The tournament director hands me a wad of money: apparently there was some kind of bounty on Steve. I riffle it, and put it in my pocket. Then I think: wait a minute: he had three aces, and we both had pairs of deuces on fourth street. If Steve had three aces, then he made a full house, and my wheel was no good. But I'm still in the tournament and Steve's out. [Things like this happen all the time in dream poker.]

Posted by abostick at 08:57 AM | Comments (0)

November 18, 2003

When the Web Was a Scientifictional Dream

Buried deep in the comments of Making Light we find this gem, penned by the Language Hat:

Ralph 4CR looked around in astonishment. "You mean... there are invisible beams all around us, carrying information to all parts of the globe, even as we speak?"

The Master of Communications turned towards him solemnly. "Yes," he asseverated, "and the information is not carried whole, but is broken up into a myriad of infinitesimal packets, to be reassembled without fail when they reach their destination."

"You astonish me," breathed Ralph. "And this information is accessible to all?"

"It is," nodded the Master. "The issues of the day are debated by all citizens, no matter where they may be located, and communication no longer waits on tides or weather."

"And what are the great issues so decided?"

The Master cast a glance at the poll on his screen: Which Jedi Knight Are You? He looked severe. "I fear our issues would mean nothing to you across the great gulf of time you have traversed. You should go now and refresh yourself. We will speak later. You have much to learn. Vanna, show our young guest to his room."

A lissome blonde appeared from behind a curtain and beckoned...

Posted by abostick at 09:55 AM | Comments (0)

November 15, 2003

Pentagon's Terror Market on Track to Open

Remember the Policy Analysis Market – the "financial market" in which investors could speculate on political developments, including assassinations and terrorism, in the Middle East?

Well, it's back again. Its Web site has a placeholder page that proclaims that "PAM wil open for trading in March 2004 free of government involvement."

I believe that this effort is doomed to failure. Separate and apart from any moral question, the Policy Analysis Market is a bad idea: it is unsustainable. My opinion of last July still stands:

The market will respond usefully to the activities of a knowledgeable few if and only if it is sufficiently liquid, that is, if there is sufficient interest in buying (or selling) contracts when someone suddenly wants to sell (or buy). Are the market-makers prepared to take the kind of short-term risks that are needed to provide that liquidity? How large a spread between bid and asking prices will be needed to tempt them into taking that risk? ...

In order to gather the information needed to consistently come out ahead in this market, a punter would need intelligence that was good and consistent enough to rival (if not outperform) the secret services and intelligence agencies active in the region. Everyone else is going to lose their shirts, on average, to the market makers' spreads.

(via Daily Kos)

Posted by abostick at 09:08 PM | Comments (0)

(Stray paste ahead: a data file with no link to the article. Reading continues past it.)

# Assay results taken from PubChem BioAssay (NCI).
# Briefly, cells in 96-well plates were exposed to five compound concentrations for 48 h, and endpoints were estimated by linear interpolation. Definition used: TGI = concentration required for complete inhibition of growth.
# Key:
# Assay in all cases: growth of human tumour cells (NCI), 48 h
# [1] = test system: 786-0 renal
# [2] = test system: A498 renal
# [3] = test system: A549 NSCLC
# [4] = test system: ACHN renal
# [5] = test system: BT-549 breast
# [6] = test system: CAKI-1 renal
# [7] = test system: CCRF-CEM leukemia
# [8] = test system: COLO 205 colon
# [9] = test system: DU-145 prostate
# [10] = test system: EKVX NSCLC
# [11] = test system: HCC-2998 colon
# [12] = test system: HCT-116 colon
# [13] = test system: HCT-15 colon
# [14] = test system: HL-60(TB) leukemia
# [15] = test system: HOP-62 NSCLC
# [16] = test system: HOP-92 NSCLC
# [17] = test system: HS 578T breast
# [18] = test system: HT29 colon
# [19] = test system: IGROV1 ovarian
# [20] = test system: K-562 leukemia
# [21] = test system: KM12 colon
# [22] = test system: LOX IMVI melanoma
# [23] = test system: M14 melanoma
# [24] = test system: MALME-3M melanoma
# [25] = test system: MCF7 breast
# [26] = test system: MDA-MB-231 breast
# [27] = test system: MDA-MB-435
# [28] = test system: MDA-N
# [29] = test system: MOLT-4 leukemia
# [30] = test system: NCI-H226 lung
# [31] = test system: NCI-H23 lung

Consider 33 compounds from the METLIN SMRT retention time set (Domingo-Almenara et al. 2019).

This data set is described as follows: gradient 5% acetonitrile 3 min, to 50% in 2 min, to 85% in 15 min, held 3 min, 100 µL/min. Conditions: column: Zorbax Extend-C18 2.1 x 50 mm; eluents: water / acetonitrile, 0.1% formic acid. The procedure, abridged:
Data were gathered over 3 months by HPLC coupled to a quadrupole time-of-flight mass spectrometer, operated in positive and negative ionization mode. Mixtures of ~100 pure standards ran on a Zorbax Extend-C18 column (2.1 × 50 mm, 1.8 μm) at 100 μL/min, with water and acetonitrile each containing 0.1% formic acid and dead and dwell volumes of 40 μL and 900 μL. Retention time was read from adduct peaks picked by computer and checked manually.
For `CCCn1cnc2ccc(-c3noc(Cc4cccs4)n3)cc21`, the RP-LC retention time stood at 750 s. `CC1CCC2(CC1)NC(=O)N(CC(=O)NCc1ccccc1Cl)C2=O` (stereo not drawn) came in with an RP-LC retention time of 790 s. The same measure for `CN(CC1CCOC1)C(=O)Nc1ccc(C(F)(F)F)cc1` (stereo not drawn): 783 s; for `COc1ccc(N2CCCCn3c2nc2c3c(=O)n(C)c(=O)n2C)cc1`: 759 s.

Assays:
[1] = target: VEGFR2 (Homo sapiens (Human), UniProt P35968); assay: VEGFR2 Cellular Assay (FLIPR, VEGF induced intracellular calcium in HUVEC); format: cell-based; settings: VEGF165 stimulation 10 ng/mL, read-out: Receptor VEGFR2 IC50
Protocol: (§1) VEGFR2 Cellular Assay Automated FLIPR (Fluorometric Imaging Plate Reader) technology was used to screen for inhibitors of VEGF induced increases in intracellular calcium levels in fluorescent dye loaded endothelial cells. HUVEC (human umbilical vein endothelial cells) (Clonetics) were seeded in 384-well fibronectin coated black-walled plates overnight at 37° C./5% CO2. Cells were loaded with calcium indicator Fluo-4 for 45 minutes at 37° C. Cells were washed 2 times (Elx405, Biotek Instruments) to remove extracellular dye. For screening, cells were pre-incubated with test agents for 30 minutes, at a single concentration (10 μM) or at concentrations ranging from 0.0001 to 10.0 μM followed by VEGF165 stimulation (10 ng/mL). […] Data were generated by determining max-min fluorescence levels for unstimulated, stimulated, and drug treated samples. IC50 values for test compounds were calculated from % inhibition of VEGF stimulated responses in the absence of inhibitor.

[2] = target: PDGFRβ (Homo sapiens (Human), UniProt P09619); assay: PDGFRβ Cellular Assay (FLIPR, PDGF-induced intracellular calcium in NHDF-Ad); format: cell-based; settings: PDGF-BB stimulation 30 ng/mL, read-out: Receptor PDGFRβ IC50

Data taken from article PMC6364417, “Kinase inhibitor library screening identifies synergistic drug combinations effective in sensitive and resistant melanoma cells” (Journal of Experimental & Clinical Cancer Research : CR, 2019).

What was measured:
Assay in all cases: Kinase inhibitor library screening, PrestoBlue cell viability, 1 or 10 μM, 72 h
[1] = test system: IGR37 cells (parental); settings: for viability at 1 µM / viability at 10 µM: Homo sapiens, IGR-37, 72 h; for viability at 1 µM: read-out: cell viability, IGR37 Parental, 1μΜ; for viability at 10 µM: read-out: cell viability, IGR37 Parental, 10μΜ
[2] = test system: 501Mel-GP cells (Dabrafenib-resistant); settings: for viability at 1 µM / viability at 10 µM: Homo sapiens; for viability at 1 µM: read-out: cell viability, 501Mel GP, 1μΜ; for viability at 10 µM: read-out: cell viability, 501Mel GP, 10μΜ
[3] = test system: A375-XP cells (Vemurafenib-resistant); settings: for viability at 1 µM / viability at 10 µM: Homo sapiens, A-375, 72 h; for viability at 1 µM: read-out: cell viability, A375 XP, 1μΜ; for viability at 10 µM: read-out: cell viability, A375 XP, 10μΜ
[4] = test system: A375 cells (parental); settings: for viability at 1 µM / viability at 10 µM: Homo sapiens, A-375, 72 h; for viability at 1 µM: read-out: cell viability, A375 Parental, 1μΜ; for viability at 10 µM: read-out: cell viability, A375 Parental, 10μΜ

November 14, 2003

Lucky Chances' Gold Rush is More Like a Casual Stroll

The news is full of stories about how poker tournaments are growing in popularity by leaps and bounds, fueled by television coverage like that of the World Poker Tour. (Thanks to Love and Casino War, here is yet another such article, appearing in the Las Vegas Review-Journal.)

But you wouldn't have known it last night at Lucky Chances Casino, in Colma, California. This week is the week of Lucky Chances' annual Gold Rush tournament series, and the place has about as much buzz as a hive of tortoises.

Last year's Gold Rush was a stop on the World Poker Tour, and the big boys came to town. Local fixture Rick Chin partnered with Tom McEvoy in the partners tournament, to onlookers' amazement. In last year's stud tournament Debbie played at the same table as Phil Hellmuth and Diego Cordovez. I went up against Men Nguyen in a no-limit hold'em game (we wound up splitting the pot in our big confrontation) and railbirded a final table with Dan Negreanu.

But Lucky Chances' star tournament director Matt Savage moved on to Bay 101 in San Jose. By some coincidence, Bay 101's Shooting Stars tournament next April is a WPT event, and Lucky Chances is no longer on the tour. (The World Poker Finals at Foxwoods, in Connecticut, is this weekend's WPT event.)

Debbie and I both played in last night's seven-card stud event. The club was filled with familiar local faces, including a contingent of regulars from the Oaks Club (the best stud players in the Bay Area, not that this is saying all that much). The event was about as heavily subscribed as when the Oaks' monthly Saturday tournament is seven-card stud, with pretty much the same players. And away from the tournament, the club had about as much energy as it usually does on a Thursday night. (The big excitement of the night was their getting a 40-80 hold'em game down.)

I busted out of the tournament shortly after the first break, and proceeded to win my buy-in back in the 20-40 hold'em game. Debbie busted out rather later than I did, and we decided to head for home. Before leaving, I bought Peggy Stein's entry into tonight's tournament, the Hold'em Shootout.

Casino San Pablo, having the installation of slot machines being iminent, has ended its excellent tournament series. Lucky Chances feels like it has lost momentum since losing Matt Savage. Bay 101 in San Jose is a long schlep from Oakland. Poker tournaments may be growing overall, but here in the Bay Area they seem to be shrinking. I'm disappointed.

Posted by abostick at 10:24 AM | Comments (0)

November 13, 2003

O Brave New World